Electronic Design

What Will President Obama’s Chief Technology Officer Do?

President Barack Obama’s campaign pledge to name a chief technology officer (CTO) in his administration has drawn a great deal of interest in the industry and from technical societies, which represent both industry companies and working engineers.

The IEEE, for example, says it is sensing more public interest in technology and, as a result, an opportunity to play a role in helping the United States maintain the highest standards in innovation globally and perhaps influence technology policy issues through President Obama’s new CTO.

One of the leaders in this effort is Dr. Leah Jamieson, the 2007 president of the IEEE and the John A. Edwardson Dean of the College of Engineering at Purdue University. Dr. Jamieson is also the co-founder and past director of the Engineering Projects in Community Service (EPICS) undergraduate engineering design program initiated at Purdue and adopted by 17 universities. She discussed her interest in the role of the new administration’s CTO with Electronic Design Contributing Editor Ron Schneiderman.

Electronic Design: What sparked your interest in President Obama naming a chief technology officer, a first for any U.S. president?

Dr. Leah Jamieson: IEEE, along with other technical societies, is interested in the public’s understanding of technology. Technology is part of everyone’s lives. How do you make it more seamless and explain where technology plays a part in people’s lives? How do you close the gap? There are also huge policy issues related to how technology is used.

ED: If you were writing a job description for the new administration’s CTO, what would it include?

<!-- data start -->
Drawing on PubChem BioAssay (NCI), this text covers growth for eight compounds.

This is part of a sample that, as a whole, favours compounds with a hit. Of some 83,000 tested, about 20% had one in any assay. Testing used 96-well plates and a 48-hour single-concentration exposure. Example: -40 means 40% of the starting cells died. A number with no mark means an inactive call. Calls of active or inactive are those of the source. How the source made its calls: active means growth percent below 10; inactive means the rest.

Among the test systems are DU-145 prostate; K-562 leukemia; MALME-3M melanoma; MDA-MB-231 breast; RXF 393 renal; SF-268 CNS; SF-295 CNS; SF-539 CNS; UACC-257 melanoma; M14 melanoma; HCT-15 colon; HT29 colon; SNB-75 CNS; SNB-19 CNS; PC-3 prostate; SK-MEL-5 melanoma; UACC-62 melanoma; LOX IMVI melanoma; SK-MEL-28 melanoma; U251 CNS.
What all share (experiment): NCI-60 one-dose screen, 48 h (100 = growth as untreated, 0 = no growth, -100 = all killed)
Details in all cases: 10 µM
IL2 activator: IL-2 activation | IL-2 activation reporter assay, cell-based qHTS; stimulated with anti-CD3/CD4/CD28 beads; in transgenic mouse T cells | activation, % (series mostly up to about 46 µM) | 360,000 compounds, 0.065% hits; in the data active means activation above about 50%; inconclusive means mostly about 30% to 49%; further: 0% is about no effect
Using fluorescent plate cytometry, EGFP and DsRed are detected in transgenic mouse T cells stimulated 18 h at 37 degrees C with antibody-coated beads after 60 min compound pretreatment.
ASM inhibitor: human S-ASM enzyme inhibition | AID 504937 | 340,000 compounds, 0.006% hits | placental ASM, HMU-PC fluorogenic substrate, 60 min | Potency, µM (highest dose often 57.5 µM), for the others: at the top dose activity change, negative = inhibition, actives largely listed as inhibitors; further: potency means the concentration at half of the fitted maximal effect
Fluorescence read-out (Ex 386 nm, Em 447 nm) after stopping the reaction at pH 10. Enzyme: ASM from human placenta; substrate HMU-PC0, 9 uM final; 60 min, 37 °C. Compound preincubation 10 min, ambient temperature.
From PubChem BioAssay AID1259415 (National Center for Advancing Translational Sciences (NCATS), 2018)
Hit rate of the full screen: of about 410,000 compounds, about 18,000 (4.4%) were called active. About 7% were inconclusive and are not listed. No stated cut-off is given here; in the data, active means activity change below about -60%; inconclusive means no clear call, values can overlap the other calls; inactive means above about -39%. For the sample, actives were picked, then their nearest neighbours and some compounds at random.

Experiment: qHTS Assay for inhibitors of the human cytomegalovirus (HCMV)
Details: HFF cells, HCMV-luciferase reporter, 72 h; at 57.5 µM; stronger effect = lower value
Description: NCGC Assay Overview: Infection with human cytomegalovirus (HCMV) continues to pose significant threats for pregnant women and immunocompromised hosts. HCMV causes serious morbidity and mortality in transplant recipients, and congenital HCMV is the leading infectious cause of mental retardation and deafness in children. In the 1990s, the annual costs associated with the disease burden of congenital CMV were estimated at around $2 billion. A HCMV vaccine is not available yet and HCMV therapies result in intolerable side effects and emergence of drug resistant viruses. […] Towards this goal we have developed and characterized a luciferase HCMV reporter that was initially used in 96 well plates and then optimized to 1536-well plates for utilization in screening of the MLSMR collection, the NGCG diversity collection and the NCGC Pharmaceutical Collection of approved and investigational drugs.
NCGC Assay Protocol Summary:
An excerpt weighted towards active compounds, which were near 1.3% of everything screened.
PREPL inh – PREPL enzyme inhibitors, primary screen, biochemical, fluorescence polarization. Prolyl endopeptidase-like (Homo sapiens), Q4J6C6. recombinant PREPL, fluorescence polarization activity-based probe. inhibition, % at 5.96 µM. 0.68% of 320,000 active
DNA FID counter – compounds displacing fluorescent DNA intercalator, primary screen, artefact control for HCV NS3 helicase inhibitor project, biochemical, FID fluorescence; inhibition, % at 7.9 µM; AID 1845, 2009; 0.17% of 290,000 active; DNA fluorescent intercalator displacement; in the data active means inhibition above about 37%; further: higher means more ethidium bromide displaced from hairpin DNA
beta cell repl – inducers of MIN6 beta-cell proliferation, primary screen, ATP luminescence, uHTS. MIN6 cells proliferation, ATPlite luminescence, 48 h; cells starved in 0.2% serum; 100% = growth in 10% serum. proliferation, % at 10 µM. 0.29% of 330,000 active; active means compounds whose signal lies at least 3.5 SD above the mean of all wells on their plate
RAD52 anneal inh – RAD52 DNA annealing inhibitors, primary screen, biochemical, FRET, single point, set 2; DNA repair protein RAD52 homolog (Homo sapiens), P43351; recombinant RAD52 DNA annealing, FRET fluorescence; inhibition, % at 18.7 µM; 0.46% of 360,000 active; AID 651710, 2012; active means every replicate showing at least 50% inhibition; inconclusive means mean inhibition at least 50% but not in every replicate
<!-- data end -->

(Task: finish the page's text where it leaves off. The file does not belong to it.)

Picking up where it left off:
LJ: This is not yet a well-defined position. People are hard pressed to define what a CTO is in a highly technical company. But I would frame it in terms of two major qualifications. First, I would be looking for an innovative, forward-looking visionary with respect to technology. I would also want someone who is collaborative across many sectors, including government agencies, industry, universities, professional societies… someone who brings people together.

ED: Do you think the president’s CTO might be perceived as a threat to the heads of other major federal government agencies whose work is highly technical in nature, such as NASA, NOAH, and even the Pentagon?

LJ: With no definition of the position, there’s going to be a huge range of opinions about how narrowly focused or broadly focused this position should be. This issue is compounded by the fact that technology touches on so many agencies within the government. For someone to be effective in this position, they’re going to have to collaborate and not end up in endless battles with the Department of Energy or the EPA, or the departments of Commerce or Health and Human Services.

ED: Are you, or are you aware of anyone, promoting the appointment of an EE or possibly a computer scientist to this position?

LJ: I’m not aware of anything like this. Certainly, the IEEE is not advocating any particular discipline for this position. I think there is a widespread sense that the person named the administration’s CTO will have at least fluency with the information industry.

If you think about technology and the country, the IT infrastructure is one of the most obvious applications of technology. It also has one of the farthest reaches in our economy, in education, and in health care. My biggest concern is that \[this position\] not be filled by someone specifically from the IT sector. IT is a huge part of the country’s infrastructure, but I hope it won’t be the only part that defines this position.

ED: President Obama has already named John Holdren, a physicist and environmental policy professor at Harvard, as his science advisor and director of the White House Office of Science and Technology. Does it make any difference to you if the president’s CTO comes out of academia, or a government agency, or the industry?

LJ: One of the ways of navigating that line is to consider this position as one that gets very close to the operations level. How do you actually make technology work well to improve country, the government, the well being of the people who live in the country?